Saturday, September 16, 2006

Variations in technological critique

Ulises Mejias has a solid socialist mind when it comes to things technological, whether it be his take on Social Media and the Networked Public Sphere, Social Media and Ultimate Consumerism or A Different Kind of Net Neutrality. If you're not familiar with his blog ideant, I suggest checking out how he mashes up old-school social scientists, French poststructuralists, and revolutionary educators. I mean, it's not very often that you get C. Wright Mills, Deleuze and Guattari, Paulo Freire, Foucault, Edmund Leach and Ivan Illich rallied for the same cause!

Anyway, Ulises recently posted some thoughts on 'the internet of things':

"Hurray! The freedom to move around while being invisibly tethered to the market, digitizing things or information about things outside the market and putting them in circulation within it . . . What I find most troubling is that the discourse of the 'internet of things' suggests a certain inevitability: the true potential of the internet of things can only be achieved to the extent that it encompasses everything (it is not accidental that the internet of things is an extension of the discourse of ubiquitous or pervasive computing). Shouldn't we question this inevitability? After all, the act of 'outsourcing' (to use Trebor's term) our memory and social functions to internet things is not without political and social consequences: The mobility of us cyber nomads —our ability to detach and re-attach ourselves to reality at will— is usually acquired thanks to the drudgery and exploitation endured by someone else (the call center worker in India, the Cassiterite miner in Congo, the factory worker in Mexico or Taiwan, etc.)."

I've written before on my concerns about technological inevitability, and I share Ulises' skepticism of the current 'production is the new consumption' promise, albeit in less structuralist terms. I also try to teach students to understand their personal technological devices at global scales: Project Censored recently reported on high-tech genocide in Congo, for example.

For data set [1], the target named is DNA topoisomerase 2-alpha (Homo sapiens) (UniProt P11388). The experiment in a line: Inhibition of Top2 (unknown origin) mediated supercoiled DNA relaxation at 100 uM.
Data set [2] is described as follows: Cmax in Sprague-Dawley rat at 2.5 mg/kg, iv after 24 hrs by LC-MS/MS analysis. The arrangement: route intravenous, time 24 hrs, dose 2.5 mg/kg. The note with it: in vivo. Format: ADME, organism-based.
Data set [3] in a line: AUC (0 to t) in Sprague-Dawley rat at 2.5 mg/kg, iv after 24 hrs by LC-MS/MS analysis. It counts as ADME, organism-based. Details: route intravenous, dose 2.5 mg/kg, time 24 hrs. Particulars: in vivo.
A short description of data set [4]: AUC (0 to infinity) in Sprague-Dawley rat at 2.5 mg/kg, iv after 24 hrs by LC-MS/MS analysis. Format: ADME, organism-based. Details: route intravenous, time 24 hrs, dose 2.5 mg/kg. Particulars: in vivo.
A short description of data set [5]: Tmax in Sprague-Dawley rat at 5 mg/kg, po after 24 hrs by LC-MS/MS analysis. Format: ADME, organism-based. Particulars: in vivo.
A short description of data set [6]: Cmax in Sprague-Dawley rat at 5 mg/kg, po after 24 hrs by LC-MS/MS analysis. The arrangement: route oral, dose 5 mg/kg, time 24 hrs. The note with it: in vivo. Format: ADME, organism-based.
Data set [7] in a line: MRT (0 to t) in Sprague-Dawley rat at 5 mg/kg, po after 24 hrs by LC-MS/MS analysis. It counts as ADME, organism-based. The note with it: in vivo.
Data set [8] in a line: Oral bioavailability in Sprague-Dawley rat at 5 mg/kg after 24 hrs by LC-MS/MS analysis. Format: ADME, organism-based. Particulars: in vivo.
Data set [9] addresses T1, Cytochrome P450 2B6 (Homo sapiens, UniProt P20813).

But mostly this makes me think about everyday life, and if the current state of pervasive computing is actually RFID (via) then it seems to me that the fundamental social and cultural practices at hand are collecting, sorting, storing and circulating--and the accompanying political and ethical issues revolve around a sense of belonging (and not belonging). Extend these matters of inclusion and exclusion to the practices of people working to bring us new technologies and you have the particular interests, and tastes, of consultants, fiction and non-fiction writers, corporate researchers and designers, technologists, academics, artists, activists, marketers, consumers and more--both converging and colliding.

But before we go on making sweeping generalisations (both positive and negative) about emerging technologies, it seems to me that we really need to better understand the practices of actual people and projects. (Without drawing a hard line between the two, ANT may be known for its theoretical perspectives, but I think its greatest contribution has been methodological.) So let's start identifying relevant players and trying to understand their games--because who and what don't get to play are just as important as who and what do. When it comes to socially ethical research and design, we don't need to judge best and worst, but we shouldn't be afraid to judge better and worse. And we also need not fall prey to a desire to convince others of our 'rightness'--ultimately, we can agree to disagree.


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